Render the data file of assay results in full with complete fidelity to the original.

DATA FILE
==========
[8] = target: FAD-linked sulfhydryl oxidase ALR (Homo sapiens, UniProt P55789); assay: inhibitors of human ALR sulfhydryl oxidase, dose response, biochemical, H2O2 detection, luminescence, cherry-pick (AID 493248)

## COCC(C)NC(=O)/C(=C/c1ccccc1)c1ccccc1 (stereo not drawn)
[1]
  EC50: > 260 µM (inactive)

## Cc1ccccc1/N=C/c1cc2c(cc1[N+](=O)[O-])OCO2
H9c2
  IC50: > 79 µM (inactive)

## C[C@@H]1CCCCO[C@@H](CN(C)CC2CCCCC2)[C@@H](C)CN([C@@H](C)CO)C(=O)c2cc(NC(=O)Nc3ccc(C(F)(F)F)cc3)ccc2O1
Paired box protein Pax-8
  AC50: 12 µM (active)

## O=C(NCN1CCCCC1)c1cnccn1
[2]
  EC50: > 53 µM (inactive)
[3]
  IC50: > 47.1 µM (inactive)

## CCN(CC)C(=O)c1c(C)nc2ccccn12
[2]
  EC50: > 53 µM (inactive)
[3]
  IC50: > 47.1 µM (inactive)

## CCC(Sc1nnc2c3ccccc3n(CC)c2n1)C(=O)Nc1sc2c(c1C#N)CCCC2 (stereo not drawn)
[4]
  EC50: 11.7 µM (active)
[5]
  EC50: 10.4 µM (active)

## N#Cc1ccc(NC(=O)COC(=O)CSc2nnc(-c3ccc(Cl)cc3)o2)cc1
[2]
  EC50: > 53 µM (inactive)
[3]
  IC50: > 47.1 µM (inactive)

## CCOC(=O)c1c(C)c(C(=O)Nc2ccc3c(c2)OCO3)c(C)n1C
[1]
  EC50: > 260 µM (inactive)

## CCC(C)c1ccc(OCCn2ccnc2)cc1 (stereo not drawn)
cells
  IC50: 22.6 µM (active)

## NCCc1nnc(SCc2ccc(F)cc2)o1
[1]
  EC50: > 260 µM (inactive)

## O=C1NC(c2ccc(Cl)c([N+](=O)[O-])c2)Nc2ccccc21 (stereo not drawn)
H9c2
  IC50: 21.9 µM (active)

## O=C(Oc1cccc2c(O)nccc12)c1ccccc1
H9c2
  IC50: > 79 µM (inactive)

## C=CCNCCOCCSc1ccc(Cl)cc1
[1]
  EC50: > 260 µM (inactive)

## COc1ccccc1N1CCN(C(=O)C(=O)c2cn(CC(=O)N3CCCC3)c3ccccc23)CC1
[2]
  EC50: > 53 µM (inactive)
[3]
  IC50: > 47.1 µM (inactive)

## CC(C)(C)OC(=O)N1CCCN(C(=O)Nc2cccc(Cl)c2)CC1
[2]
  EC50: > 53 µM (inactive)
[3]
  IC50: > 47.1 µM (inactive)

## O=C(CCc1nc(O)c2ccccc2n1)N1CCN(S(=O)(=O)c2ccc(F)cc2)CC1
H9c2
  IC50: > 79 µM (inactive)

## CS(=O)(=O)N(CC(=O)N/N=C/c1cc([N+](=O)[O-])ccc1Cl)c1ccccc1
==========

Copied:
[8] = target: FAD-linked sulfhydryl oxidase ALR (Homo sapiens, UniProt P55789); assay: inhibitors of human ALR sulfhydryl oxidase, dose response, biochemical, H2O2 detection, luminescence, cherry-pick (AID 493248)

## COCC(C)NC(=O)/C(=C/c1ccccc1)c1ccccc1 (stereo not drawn)
[1]
  EC50: > 260 µM (inactive)

## Cc1ccccc1/N=C/c1cc2c(cc1[N+](=O)[O-])OCO2
H9c2
  IC50: > 79 µM (inactive)

## C[C@@H]1CCCCO[C@@H](CN(C)CC2CCCCC2)[C@@H](C)CN([C@@H](C)CO)C(=O)c2cc(NC(=O)Nc3ccc(C(F)(F)F)cc3)ccc2O1
Paired box protein Pax-8
  AC50: 12 µM (active)

## O=C(NCN1CCCCC1)c1cnccn1
[2]
  EC50: > 53 µM (inactive)
[3]
  IC50: > 47.1 µM (inactive)

## CCN(CC)C(=O)c1c(C)nc2ccccn12
[2]
  EC50: > 53 µM (inactive)
[3]
  IC50: > 47.1 µM (inactive)

## CCC(Sc1nnc2c3ccccc3n(CC)c2n1)C(=O)Nc1sc2c(c1C#N)CCCC2 (stereo not drawn)
[4]
  EC50: 11.7 µM (active)
[5]
  EC50: 10.4 µM (active)

## N#Cc1ccc(NC(=O)COC(=O)CSc2nnc(-c3ccc(Cl)cc3)o2)cc1
[2]
  EC50: > 53 µM (inactive)
[3]
  IC50: > 47.1 µM (inactive)

## CCOC(=O)c1c(C)c(C(=O)Nc2ccc3c(c2)OCO3)c(C)n1C
[1]
  EC50: > 260 µM (inactive)

## CCC(C)c1ccc(OCCn2ccnc2)cc1 (stereo not drawn)
cells
  IC50: 22.6 µM (active)

## NCCc1nnc(SCc2ccc(F)cc2)o1
[1]
  EC50: > 260 µM (inactive)

## O=C1NC(c2ccc(Cl)c([N+](=O)[O-])c2)Nc2ccccc21 (stereo not drawn)
H9c2
  IC50: 21.9 µM (active)

## O=C(Oc1cccc2c(O)nccc12)c1ccccc1
H9c2
  IC50: > 79 µM (inactive)

## C=CCNCCOCCSc1ccc(Cl)cc1
[1]
  EC50: > 260 µM (inactive)

## COc1ccccc1N1CCN(C(=O)C(=O)c2cn(CC(=O)N3CCCC3)c3ccccc23)CC1
[2]
  EC50: > 53 µM (inactive)
[3]
  IC50: > 47.1 µM (inactive)

## CC(C)(C)OC(=O)N1CCCN(C(=O)Nc2cccc(Cl)c2)CC1
[2]
  EC50: > 53 µM (inactive)
[3]
  IC50: > 47.1 µM (inactive)

## O=C(CCc1nc(O)c2ccccc2n1)N1CCN(S(=O)(=O)c2ccc(F)cc2)CC1
H9c2
  IC50: > 79 µM (inactive)

## CS(=O)(=O)N(CC(=O)N/N=C/c1cc([N+](=O)[O-])ccc1Cl)c1ccccc1